HAMPTON COUNTY, S.C. (WCBD) – The lawyer for the estate of Gloria Satterfield spoke to News 2 Thursday after Alex Murdaugh’s bond court hearing on charges stemming from a botched September 4th suicide attempt.

Gloria Satterfield was the Murdaugh family housekeeper for over two decades before dying in 2018 after what was described as a trip and fall accident at the Murdaugh’s home.

“Everybody took the word of Alex Murdaugh because when Gloria Satterfield fell down the stairs she had a traumatic brain injury, so she never woke up. She was in a coma for 3 weeks in the hospital and died so was never able to explain. Mr. Murdaugh was the one who said their dogs were the one that caused her to trip and fall,” says Eric Bland the attorney for Gloria Satterfield’s estate.

Following her death, a $500,000 wrongful death claim was filed against Alex Murdaugh on behalf of Satterfield’s estate. The lawyer representing the estate in the 2018 lawsuit was Corey Fleming, Alex Murdaugh’s close friend and college roommate.

“The only person who visited Gloria in the hospital was Margaret Murdaugh. The boys who she helped raise didn’t visit her, Alex didn’t visit her nor did he help pay for her funeral,” Bland says.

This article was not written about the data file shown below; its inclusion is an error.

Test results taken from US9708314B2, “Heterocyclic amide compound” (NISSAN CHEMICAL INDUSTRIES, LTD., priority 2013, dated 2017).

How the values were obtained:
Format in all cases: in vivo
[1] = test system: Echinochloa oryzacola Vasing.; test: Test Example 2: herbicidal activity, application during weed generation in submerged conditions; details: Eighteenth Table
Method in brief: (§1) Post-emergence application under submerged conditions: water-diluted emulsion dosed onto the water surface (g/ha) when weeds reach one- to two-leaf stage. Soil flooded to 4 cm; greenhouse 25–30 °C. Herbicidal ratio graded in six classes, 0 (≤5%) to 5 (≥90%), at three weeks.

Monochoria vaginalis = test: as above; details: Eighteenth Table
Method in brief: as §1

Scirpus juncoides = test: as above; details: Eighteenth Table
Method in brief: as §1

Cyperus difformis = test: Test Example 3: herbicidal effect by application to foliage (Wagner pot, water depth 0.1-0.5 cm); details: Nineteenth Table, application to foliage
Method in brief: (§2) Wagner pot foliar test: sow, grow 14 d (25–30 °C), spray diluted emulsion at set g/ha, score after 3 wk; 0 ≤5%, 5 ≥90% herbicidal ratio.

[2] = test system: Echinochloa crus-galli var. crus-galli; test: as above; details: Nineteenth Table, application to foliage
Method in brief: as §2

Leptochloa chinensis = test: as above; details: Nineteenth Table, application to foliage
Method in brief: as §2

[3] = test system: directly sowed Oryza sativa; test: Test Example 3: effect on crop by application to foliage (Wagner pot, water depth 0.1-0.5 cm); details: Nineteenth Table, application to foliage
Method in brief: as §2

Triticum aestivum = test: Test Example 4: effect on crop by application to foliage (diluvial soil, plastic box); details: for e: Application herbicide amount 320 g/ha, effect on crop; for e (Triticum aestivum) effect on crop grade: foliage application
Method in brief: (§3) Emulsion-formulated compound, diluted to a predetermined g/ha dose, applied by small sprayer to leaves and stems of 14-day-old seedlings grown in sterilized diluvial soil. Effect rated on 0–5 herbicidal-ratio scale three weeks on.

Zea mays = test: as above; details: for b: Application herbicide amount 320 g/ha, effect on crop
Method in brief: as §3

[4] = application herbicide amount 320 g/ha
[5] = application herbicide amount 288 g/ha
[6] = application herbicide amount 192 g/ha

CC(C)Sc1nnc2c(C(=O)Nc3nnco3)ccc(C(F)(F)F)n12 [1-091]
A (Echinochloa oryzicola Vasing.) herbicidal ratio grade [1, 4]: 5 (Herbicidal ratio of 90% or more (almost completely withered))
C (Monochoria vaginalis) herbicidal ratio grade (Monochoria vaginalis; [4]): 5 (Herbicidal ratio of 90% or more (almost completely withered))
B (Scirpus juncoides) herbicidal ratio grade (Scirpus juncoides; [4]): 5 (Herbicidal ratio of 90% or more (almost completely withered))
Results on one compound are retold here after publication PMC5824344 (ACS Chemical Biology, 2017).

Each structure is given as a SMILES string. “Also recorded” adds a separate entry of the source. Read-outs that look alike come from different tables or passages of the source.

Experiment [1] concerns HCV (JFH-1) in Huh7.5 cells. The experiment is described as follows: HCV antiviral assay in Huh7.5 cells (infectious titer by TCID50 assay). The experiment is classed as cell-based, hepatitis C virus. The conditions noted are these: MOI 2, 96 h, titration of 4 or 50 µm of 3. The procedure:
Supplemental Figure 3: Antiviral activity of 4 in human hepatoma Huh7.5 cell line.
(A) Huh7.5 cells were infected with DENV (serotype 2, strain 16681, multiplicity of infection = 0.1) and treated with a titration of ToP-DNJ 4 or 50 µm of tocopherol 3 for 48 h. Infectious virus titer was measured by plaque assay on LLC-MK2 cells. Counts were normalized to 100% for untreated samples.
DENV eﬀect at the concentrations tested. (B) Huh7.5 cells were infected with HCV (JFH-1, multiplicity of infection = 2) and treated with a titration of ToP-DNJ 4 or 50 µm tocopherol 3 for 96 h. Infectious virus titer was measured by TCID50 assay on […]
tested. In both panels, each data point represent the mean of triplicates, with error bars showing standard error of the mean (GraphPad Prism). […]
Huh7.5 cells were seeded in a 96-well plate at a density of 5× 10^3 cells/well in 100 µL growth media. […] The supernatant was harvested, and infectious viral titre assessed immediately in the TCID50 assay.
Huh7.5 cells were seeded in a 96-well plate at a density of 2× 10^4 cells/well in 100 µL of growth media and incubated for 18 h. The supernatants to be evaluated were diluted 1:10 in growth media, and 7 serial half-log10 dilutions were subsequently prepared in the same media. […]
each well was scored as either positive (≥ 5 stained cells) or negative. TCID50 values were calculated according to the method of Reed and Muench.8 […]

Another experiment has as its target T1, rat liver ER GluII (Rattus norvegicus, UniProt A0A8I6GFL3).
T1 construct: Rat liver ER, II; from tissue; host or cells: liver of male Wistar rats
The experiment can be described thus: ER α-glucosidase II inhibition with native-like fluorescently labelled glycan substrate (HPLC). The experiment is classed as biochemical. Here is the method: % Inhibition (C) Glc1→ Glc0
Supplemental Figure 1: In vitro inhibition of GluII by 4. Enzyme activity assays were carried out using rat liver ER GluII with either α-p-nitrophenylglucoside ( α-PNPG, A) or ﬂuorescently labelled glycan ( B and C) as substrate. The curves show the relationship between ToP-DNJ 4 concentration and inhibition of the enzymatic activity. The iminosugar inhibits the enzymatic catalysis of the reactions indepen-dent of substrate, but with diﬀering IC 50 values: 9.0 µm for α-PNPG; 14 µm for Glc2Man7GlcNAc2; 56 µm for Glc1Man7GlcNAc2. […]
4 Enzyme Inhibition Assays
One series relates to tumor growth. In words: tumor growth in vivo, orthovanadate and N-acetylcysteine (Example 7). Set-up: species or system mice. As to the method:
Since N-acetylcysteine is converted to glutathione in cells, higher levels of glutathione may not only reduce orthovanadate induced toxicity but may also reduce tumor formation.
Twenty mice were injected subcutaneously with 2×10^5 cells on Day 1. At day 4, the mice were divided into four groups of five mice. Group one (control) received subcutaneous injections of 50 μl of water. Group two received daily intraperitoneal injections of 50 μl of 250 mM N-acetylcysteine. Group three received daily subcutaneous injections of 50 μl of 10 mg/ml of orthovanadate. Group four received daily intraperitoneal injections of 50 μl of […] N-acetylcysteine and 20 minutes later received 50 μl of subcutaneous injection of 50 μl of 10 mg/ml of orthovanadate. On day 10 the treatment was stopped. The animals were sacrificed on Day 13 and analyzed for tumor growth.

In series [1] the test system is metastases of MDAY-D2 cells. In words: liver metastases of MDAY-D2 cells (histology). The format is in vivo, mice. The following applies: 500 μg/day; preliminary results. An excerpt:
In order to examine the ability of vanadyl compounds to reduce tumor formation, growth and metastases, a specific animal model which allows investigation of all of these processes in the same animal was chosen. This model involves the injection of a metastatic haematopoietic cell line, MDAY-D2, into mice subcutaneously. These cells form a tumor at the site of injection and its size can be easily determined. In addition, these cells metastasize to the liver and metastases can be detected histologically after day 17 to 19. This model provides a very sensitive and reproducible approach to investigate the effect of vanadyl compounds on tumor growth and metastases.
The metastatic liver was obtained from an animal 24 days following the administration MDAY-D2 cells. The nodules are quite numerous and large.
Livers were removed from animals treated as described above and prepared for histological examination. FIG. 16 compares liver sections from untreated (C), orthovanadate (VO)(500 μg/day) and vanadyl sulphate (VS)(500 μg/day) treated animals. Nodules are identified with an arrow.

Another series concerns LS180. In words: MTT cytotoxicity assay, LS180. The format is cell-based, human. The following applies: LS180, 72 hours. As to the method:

According to Bland, the claim was granted and the case was closed, but neither the estate nor Satterfield’s sons have received any money, although court records show that the claim was paid.

Now, Bland believes that between Murdaugh and those who assisted him, the Satterfield estate is owed a sum of $4 million.

“Sunlight is the best disinfectant and if we keep a lot of light of what’s going on and point out hypocritical that his bond is different than everyone else’s bond. Sooner or later, judges are going to get the message,” says Bland.

The State Law Enforcement Division announced this week it was opening a criminal investigation into Satterfield’s death “based upon a request from the Hampton County Coroner… as well as information gathered during the course of [the] other investigations involving Alex Murdaugh.”

A letter sent to SLED by Coroner Angela Topper said that Satterfield’s “death was not reported to the Coroner at the time, nor was an autopsy performed. On the death certificate, the manner of death was ruled ‘Natural,’ which is inconsistent with injuries sustained in a trip and fall accident.”